A group of strangers worked together and lifted a bus in Berlin after seeing a man trapped underneath the wheel.
An 18-year-old man was running to catch the bus when he tripped and accidentally got pinned by a tire of the rear axle of a commuter bus in Berlin on September 11. The bus driver saw what happened and immediately stopped the bus to help the young man. About 40 people, passengers and passersby, lined up alongside the vehicle and began to push it.
I saw the men trying to lift the bus, and it was clear to me that I also had to help lift the bus and try pull the young man from underneath. —Frank Kurze, one of the volunteer rescuers
“There was chaos,” Frank Kurze, one of the volunteer rescuers told German news channel n-tv. “I saw the men trying to lift the bus, and it was clear to me that I also had to help lift the bus and try pull the young man from underneath.”
Fortunately, the bus stop in Spandau where the accident happened was near a medical center and two nurses and a surgeon ran to the scene to administer first aid.
“We were at work when we heard screams, and our boss looked out of the window and saw what had happened, and said ‘Take the doctor’s case and run,'” said Sandra Grunwald, one of the responding nurses.
According to n-tv, the man suffered an arm injury and was taken to the nearby hospital where he underwent surgery. He had already been released. A nurse said the man was responsive to them but was confused to what was happening.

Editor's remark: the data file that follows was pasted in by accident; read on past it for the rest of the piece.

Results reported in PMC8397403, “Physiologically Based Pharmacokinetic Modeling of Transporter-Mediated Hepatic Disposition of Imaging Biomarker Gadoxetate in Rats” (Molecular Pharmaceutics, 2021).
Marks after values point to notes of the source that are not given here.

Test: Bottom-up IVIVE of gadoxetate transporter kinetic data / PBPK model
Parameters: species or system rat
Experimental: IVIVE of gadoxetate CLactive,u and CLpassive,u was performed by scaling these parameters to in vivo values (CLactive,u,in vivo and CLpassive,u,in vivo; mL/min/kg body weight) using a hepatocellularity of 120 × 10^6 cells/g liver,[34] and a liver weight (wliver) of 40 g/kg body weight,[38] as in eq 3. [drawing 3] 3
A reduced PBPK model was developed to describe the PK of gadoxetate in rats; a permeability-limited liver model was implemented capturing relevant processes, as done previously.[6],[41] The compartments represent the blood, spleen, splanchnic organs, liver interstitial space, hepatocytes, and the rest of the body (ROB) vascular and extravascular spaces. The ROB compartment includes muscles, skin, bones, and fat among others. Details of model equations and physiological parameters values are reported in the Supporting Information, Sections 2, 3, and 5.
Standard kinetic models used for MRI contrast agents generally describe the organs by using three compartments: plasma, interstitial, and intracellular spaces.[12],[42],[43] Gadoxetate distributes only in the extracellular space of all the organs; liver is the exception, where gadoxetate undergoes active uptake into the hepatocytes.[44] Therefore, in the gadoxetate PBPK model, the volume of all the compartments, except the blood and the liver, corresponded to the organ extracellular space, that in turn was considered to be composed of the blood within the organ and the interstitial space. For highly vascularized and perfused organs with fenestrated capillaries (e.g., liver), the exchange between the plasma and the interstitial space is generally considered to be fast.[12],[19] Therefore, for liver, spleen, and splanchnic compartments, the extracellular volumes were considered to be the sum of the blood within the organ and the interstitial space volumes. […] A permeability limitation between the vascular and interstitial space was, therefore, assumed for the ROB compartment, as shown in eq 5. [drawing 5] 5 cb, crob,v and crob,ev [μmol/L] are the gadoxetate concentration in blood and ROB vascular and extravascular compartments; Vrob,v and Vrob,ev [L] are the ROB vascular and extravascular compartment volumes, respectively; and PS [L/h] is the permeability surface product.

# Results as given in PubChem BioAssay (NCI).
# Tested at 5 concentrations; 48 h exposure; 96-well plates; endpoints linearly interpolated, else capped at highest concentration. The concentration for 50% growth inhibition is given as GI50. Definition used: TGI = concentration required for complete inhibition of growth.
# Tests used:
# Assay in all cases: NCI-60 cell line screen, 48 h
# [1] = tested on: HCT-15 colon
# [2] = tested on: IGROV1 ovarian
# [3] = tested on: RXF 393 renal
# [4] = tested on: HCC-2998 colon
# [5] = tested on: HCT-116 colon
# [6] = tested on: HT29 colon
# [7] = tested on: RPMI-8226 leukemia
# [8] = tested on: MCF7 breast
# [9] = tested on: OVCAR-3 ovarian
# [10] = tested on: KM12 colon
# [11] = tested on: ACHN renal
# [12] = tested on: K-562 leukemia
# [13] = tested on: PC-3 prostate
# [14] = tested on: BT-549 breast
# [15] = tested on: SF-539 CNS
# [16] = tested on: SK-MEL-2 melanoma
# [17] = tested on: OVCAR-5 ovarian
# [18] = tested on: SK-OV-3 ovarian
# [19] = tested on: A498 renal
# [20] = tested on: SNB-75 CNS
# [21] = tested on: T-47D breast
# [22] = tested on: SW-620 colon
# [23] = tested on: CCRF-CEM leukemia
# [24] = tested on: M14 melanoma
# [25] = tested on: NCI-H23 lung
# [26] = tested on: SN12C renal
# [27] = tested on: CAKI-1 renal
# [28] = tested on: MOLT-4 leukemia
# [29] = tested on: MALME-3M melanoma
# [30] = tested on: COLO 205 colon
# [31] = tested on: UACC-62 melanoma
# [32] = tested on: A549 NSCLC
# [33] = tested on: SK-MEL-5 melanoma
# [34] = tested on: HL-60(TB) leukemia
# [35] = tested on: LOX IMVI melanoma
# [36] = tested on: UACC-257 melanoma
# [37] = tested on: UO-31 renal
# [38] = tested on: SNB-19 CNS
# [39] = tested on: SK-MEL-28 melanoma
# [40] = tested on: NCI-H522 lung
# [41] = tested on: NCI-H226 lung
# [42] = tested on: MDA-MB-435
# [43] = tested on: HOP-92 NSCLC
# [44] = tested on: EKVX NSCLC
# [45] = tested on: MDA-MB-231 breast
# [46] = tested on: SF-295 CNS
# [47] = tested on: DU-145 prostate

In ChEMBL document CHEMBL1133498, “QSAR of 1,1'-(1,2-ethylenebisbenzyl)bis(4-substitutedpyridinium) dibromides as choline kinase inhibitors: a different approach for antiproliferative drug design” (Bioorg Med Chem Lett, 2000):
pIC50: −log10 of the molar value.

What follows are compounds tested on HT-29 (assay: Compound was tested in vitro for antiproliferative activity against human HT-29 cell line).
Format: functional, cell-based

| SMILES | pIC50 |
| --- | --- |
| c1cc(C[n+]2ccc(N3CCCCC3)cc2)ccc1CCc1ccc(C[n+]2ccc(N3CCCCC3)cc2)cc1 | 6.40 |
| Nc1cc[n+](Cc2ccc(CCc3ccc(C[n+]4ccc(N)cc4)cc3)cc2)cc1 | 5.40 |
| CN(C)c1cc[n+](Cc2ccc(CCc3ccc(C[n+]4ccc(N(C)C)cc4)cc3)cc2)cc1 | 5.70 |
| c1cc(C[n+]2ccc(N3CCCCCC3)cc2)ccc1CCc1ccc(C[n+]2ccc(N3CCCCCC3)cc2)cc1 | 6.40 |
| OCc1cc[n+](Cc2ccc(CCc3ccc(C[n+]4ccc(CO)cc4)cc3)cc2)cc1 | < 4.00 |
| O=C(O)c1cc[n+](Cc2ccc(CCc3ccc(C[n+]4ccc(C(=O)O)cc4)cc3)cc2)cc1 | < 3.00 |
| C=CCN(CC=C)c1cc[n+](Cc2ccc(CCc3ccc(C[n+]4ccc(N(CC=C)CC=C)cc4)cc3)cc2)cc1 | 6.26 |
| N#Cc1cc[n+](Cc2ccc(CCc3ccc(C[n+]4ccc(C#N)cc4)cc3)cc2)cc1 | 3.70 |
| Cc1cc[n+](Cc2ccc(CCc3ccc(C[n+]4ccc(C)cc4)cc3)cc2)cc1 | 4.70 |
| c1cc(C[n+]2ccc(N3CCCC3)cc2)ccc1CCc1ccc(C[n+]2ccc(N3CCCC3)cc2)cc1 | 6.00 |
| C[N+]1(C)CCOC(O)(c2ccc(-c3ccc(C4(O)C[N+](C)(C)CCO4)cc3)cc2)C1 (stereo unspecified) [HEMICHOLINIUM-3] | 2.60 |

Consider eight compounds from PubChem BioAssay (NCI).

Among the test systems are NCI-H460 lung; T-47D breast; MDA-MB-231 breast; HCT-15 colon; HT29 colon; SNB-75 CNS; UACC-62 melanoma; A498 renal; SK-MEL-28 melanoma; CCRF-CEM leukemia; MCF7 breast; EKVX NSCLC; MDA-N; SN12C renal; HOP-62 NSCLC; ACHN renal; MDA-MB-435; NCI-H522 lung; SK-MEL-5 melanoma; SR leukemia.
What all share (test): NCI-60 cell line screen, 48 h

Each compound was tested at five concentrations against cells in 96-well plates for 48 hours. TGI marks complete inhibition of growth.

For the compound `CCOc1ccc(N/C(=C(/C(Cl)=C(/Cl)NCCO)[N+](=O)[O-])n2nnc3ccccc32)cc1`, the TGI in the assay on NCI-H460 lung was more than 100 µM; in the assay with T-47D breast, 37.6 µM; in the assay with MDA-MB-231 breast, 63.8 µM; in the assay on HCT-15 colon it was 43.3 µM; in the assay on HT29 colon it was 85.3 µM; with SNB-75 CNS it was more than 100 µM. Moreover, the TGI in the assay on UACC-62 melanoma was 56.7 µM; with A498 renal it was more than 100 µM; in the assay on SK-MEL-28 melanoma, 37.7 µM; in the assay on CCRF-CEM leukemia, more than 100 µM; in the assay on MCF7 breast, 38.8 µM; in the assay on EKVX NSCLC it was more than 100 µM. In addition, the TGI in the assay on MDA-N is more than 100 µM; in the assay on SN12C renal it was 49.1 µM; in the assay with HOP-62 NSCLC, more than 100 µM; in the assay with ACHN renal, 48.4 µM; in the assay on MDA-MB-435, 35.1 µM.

Es gibt sie doch noch die guten Nachrichten:
In Berlin wird ein 18-Jähriger eingeklemmt und 40 Menschen heben den Bus an. Mit ihrer Hilfe wurde die rechte Seite des Busses der Linie 135 der Berliner Verkehrsbetriebe (BVG) angehoben. Der Jugendliche konnte so geborgen werden.… pic.twitter.com/fs2xEGgt8X
— Chefhahn🖖🇩🇪 (@chefhahn) September 13, 2023
Berlin police were impressed by the quick action of Berliners who they described as “heroes.” They praised these civilians through X, formerly known as Twitter, where they wrote: “Thank you, Spandau, thank you, Berlin.”
A study by UCLA found that people rely on others for help constantly and being helpful is a deep-rooted reflex in humans.
“While cultural variation comes into play for special occasions and high-cost exchange, when we zoom in on the micro level of social interaction, cultural difference mostly goes away, and our species’ tendency to give help when needed becomes universally visible,” explained UCLA sociologist Giovanni Rossi.
Grunwald was glad she witnessed a proud moment where people help each other eventhough they’re strangers. “I think it’s nice that one can still more or less have trust in society,” she said.